Tag Archives: Marco Rubio

From The “A Nation Of Assholes” Files: Misogyny Against Republican Women Is Justified…And Funny! [UPDATED]

Stay classy, Congressman!

Stay classy, Congressman!

Rep. Cedric Richmond (D-LA) was speaking at the Washington Press Club Foundation dinner, and made the following “joke”  about  the photo of Presidential  adviser Kellyanne Conway  kneeling on an Oval Office couch in order to take a photo of President Trump with the heads of  the nation’s black colleges:

Directing his remarks to  Republican Sen. Tim Scott, who was at the White House event and, speaking before Richmond,  had previously alluded to the  (stupid, but typical of the manufactured Trump “scandals” of late) controversy over Conway being too casual, or something, by kneeling on the Oval Office sofa by noting that “a whole lot worse” had occurred on that sofa when Clinton was in office, Richmond  snickered, 

“I really just want to know what was going on there, because, you know, I won’t tell anybody. And you can just explain to me that circumstance — because she really looked kind of familiar in that position there. Don’t answer — and I don’t want you to refer back to the 1990s.”

HAHAHAHA! That’s denigrating  innuendo, clear as the prairie skies, suggesting that Conway, because she is a woman, routinely engages in fellatio.  It’s a powerful male slut-shaming  a professional woman, because Richmond doesn’t like her boss, so she deserves it. The “but don’t answer” makes the statement’s intent clear. This was as obviously an ugly, sexist, misogynist remark as Candidate Trump’s infamous, “You could see there was blood coming out of her eyes, blood coming out of her wherever” in reference to Fox anchor Megyn Kelly. It is another example of the rampant Asshole Virus that has infected, perhaps fatally, the Democratic party,  its leaders, and its allies.

More proof of the scope of the epidemic is that no feminist activists, nor Elizabeth Warren, Nancy Pelosi, Kamala Harris or any  prominent progressive women, reacted by condemning Richmond—but then he’s a black Democrat, so nobody on the Left will hold him accountable. That’s how they roll, now. It isn’t what you do, it’s who does it.

The Washington Post, which last year meticulously set out to demonstrate that Trump’s ridiculous contention that by “wherever” he meant Kelly’s nose (it was a menstrual joke), naturally glosses over what Richmond said,  noting,

“But it seemed to some in the audience that he was making a reference to a sexual act.”

Oh did it? My, what dirty minds some have! It seemed to everyone but dim bulbs and those trying to cover for the smug, partyist, sexist pig (Ah, but a Democratic  smug, partyist sexist pig!) that he was alluding to blow-jobs, because of course women with influence and power in a Republican administration could only acquire them by submitting to male dominance  by servicing their baser needs.  The Post (and its female reporter) disgraces and exposes itself by pretending Richmond could have meant  anything else.  Then it offers Richmond’s mind-meltingly dishonest explanation without providing  a rebuttal or even a metaphorical arched eyebrow. Continue reading


Filed under "bias makes you stupid", Character, Ethics Alarms Award Nominee, Ethics Dunces, Ethics Train Wrecks, Etiquette and manners, Gender and Sex, Government & Politics, Humor and Satire, Journalism & Media, Jumbo, This Helps Explain Why Trump Is President, U.S. Society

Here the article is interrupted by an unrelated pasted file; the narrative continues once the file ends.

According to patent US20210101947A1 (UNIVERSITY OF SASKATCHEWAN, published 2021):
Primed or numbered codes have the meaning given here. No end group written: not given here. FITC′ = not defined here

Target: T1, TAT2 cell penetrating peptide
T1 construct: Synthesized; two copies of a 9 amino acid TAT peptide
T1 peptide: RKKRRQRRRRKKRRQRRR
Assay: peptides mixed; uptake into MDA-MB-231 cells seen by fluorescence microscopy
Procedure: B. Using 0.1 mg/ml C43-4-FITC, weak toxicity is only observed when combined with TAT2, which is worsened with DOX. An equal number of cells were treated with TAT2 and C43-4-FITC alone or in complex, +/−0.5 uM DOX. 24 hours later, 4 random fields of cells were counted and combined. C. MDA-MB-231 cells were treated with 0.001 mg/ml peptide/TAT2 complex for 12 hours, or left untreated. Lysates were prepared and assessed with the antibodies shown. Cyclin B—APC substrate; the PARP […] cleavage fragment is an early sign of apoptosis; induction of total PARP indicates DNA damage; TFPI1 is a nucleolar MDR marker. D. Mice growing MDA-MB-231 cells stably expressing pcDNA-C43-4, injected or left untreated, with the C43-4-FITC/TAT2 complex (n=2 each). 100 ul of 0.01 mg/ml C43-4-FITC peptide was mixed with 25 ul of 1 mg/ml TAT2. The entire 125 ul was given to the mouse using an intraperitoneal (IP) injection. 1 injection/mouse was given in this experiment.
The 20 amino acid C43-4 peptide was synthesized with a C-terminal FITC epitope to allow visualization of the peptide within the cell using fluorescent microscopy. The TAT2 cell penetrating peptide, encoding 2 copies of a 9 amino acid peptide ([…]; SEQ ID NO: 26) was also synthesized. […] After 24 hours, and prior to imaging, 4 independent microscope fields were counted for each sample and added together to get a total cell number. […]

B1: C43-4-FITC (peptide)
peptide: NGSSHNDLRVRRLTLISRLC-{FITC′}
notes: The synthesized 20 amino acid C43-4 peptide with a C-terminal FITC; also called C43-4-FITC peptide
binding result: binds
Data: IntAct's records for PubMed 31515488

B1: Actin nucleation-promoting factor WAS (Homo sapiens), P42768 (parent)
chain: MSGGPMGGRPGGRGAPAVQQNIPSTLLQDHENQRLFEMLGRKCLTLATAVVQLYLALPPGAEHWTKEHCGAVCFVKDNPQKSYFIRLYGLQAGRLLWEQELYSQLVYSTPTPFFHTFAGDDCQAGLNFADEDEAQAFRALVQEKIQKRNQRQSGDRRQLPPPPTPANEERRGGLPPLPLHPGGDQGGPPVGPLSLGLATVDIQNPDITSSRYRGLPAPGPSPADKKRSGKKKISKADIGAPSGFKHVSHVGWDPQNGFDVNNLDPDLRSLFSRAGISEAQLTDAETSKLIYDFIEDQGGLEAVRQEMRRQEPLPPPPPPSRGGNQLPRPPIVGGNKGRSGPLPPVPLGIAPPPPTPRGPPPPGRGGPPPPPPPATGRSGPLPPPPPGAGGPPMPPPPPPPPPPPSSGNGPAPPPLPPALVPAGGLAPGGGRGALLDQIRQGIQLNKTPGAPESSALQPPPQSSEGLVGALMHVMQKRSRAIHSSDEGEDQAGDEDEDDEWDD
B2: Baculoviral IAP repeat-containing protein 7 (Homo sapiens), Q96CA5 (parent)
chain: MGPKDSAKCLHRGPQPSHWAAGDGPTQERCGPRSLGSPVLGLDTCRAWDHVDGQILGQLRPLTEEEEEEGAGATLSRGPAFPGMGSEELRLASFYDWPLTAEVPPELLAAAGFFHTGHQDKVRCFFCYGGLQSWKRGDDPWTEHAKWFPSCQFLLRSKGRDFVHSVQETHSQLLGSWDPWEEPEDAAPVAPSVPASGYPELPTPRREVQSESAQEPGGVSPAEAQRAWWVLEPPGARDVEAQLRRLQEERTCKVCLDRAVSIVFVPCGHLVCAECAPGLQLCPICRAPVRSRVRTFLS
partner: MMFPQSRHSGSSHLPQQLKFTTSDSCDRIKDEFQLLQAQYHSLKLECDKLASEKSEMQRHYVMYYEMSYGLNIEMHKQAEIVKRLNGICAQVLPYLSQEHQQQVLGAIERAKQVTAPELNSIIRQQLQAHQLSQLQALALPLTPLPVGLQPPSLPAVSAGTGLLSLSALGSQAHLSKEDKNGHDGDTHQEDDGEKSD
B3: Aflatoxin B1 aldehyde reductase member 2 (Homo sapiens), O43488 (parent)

Don’t Say The System Doesn’t Work—It Worked Perfectly With Marco Rubio

As it turned out, this told us everything we need to know...

As it turned out, this told us everything we need to know

Pundits, professors and even China are saying that the U.S. system of identifying qualified Presidential candidates doesn’t work or “is broken” because Donald Trump appears to have slipped through the net. But the occurrence of what Herman Kahn called “an unpredictable convergence of bad management and bad luck” only proves what Ethics Alarms has noted over and over again: no system, even the best, works all the time. I’ll post an article about all the people and circumstances that poked that hole in the Trump net once my nausea subsides, but in the meantime, I want to point out that the system worked perfectly with Marco Rubio. He wasn’t fit to be President, and the system exposed him brilliantly.


Rubio thought that he could follow the successful plan that put Barack Obama Barack Obama in the White House in 2008, despite similar deficiencies in experience. Like Obama, he was a young, fresh, minority candidate with a natural base, who projected intelligence and was an impressive speaker. The political and campaign processes, however, and his reaction to the stress of them, exposed his many flaws. The Obama plan wouldn’t be enough this time, in no small part because Marco Rubio is no Barack Obama: Continue reading


Filed under Character, Etiquette and manners, Government & Politics, Incompetent Elected Officials, Leadership

Observations On The CNN-Telemundo GOP Candidates Debate

1.  I heard that National Anthem rendition on my car radio, and thought, “That can’t possibly be as off-key as it sounds, can it?” Then my various singer friends started howling on Facebook. I don’t know why debates are now treated like ball games, but there are thousands upon thousands of singers, male, female, and juvenile, who can sing the anthem well, and a lot better than Dina Carter did last night. There’s no excuse for getting someone who can’t stay on pitch.

2. Ben Carson prompted me to throw a magazine at the TV with his fatuous “we won’t solve America’s problems by trying to destroy each other.” It’s a competition, you fool. Someone should have shown you how ridiculous your wasteful candidacy was months ago, and you wouldn’t be clogging up the process now. If Donald Trump, a viper in the nursery, wasn’t ahead, Reagan’s admonition not to attack fellow Republicans might be a wise and ethical practice. Now, it is the equivalent of pacifism during World War II.